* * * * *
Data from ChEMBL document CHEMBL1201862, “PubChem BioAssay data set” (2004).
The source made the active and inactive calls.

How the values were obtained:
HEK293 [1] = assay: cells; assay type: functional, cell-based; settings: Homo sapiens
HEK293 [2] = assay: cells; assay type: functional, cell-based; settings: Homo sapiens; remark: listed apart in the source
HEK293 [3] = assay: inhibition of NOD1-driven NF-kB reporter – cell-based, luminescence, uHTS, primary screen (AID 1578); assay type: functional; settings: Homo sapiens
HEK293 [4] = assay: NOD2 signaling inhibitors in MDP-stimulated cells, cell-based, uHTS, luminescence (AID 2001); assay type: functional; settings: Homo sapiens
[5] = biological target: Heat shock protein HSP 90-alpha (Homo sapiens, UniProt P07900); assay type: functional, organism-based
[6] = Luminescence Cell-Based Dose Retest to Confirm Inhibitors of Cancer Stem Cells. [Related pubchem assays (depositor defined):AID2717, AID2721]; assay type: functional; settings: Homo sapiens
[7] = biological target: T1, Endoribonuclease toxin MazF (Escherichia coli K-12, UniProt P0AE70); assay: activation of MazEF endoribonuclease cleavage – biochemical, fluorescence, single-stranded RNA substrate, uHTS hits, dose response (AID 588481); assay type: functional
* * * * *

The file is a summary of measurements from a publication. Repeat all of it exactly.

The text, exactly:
Data from ChEMBL document CHEMBL1201862, “PubChem BioAssay data set” (2004).
The source made the active and inactive calls.

How the values were obtained:
HEK293 [1] = assay: cells; assay type: functional, cell-based; settings: Homo sapiens
HEK293 [2] = assay: cells; assay type: functional, cell-based; settings: Homo sapiens; remark: listed apart in the source
HEK293 [3] = assay: inhibition of NOD1-driven NF-kB reporter – cell-based, luminescence, uHTS, primary screen (AID 1578); assay type: functional; settings: Homo sapiens
HEK293 [4] = assay: NOD2 signaling inhibitors in MDP-stimulated cells, cell-based, uHTS, luminescence (AID 2001); assay type: functional; settings: Homo sapiens
[5] = biological target: Heat shock protein HSP 90-alpha (Homo sapiens, UniProt P07900); assay type: functional, organism-based
[6] = Luminescence Cell-Based Dose Retest to Confirm Inhibitors of Cancer Stem Cells. [Related pubchem assays (depositor defined):AID2717, AID2721]; assay type: functional; settings: Homo sapiens
[7] = biological target: T1, Endoribonuclease toxin MazF (Escherichia coli K-12, UniProt P0AE70); assay: activation of MazEF endoribonuclease cleavage – biochemical, fluorescence, single-stranded RNA substrate, uHTS hits, dose response (AID 588481); assay type: functional